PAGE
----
A leading European gambling operator has issued new warnings about the risks to the German betting market caused by new regulatory restrictions.

Martin Lycka, the Director of regulatory affairs at GVC Holdings, has warned that the rules could lead to an increase in use of the black market by German customers.

The warning is the latest in a series of concerns expressed by operators in the German market in recent weeks. Last month, the European Gaming and Betting Association urged policymakers in Germany to consider a simplification of the country’s complicated framework.

The backdrop to these concerns is the launch of a new regulatory framework for the gambling industry in Germany, which will come into effect from next July. These rules will allow for the registration of an unlimited+ number of sports betting operators, online poker games and virtual slot machines, along with a limited number of online casinos.

But writing in a European journal, Lycka focused on areas of concern, including a ban on live streaming of sport on betting sites and the outlawing of advertising before 21:00. In addition, the rules also enforce a one-minute delay for customers on each occasion when they switch between different games using the same site; a €1 stake limit for all virtual slot machines and the limitation of in-play sports betting to the final score. Lycka said that the new rules had the potential to drive German gambling customers to illegal sites:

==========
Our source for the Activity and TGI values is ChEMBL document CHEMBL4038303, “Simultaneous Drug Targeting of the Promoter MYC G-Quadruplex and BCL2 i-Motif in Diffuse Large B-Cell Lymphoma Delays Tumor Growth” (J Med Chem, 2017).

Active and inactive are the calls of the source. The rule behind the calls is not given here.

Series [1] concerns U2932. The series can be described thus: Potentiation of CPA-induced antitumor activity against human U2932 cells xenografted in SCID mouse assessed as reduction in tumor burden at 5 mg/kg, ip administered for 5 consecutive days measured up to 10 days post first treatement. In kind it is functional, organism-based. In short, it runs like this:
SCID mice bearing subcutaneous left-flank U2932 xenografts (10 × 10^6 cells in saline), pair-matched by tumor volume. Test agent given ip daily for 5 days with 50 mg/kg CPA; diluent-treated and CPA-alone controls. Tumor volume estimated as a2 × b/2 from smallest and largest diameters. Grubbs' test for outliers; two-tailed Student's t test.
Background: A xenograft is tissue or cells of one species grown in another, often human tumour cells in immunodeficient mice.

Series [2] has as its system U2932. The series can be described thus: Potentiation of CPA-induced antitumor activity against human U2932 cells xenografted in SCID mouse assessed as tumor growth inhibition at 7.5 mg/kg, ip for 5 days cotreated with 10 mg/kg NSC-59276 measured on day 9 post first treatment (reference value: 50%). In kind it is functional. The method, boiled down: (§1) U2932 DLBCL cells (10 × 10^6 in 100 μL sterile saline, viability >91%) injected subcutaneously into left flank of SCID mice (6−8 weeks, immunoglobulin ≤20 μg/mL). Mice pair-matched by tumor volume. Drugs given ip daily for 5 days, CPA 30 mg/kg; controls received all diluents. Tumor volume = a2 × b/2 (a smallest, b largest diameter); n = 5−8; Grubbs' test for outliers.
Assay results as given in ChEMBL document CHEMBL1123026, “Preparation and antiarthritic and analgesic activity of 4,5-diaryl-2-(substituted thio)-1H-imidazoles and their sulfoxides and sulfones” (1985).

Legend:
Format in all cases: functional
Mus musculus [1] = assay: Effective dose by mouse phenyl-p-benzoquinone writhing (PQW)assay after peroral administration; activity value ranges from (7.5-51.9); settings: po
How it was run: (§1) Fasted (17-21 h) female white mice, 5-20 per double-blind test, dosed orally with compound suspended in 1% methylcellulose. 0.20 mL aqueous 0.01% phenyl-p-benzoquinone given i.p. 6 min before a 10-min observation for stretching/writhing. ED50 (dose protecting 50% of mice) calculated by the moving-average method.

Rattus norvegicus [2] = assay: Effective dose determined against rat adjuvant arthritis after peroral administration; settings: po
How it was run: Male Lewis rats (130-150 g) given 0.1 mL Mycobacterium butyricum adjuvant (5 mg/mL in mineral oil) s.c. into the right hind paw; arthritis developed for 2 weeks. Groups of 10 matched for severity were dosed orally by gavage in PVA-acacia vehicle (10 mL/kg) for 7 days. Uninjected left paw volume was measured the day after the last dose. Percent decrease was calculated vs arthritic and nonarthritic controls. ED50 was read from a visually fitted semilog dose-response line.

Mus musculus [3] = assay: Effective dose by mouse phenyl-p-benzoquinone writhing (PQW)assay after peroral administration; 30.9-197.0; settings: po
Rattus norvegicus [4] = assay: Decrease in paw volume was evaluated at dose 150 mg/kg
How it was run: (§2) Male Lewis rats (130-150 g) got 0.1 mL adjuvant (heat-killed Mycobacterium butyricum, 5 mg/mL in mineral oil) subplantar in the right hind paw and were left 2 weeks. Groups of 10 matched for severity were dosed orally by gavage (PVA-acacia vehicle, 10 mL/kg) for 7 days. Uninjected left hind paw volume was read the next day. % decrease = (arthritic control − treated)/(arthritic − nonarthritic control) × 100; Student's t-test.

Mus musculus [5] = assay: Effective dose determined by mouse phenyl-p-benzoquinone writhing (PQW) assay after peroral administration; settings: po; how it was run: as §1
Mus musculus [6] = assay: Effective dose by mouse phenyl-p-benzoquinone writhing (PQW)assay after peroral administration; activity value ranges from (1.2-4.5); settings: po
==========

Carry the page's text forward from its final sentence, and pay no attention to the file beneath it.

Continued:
“Due to the many restrictions surrounding the new rules, licensed products will be much less attractive and less competitive than their unlicensed counterparts. There is, therefore, a huge risk that customers will move to the black market, where there is zero responsibility, zero protection and zero tax being paid.”

He went on to add that the risk was being exacerbated by some federal states, such as Lower Saxony, who have attempted to impede gambling firms and payment providers. He warned that there was likely to be considerable inconsistency between states, particularly when it came to casino table games, which lead to an uneven playing field. He also contrasted the regulations’ approach to table games with the more lenient rules on slots, online poker and sports betting. It seems unlikely, however, that there will be significant changes to the proposed rules, which make up the Fourth State Treaty on Gambling, which were arrived at after many months of negotiations.  

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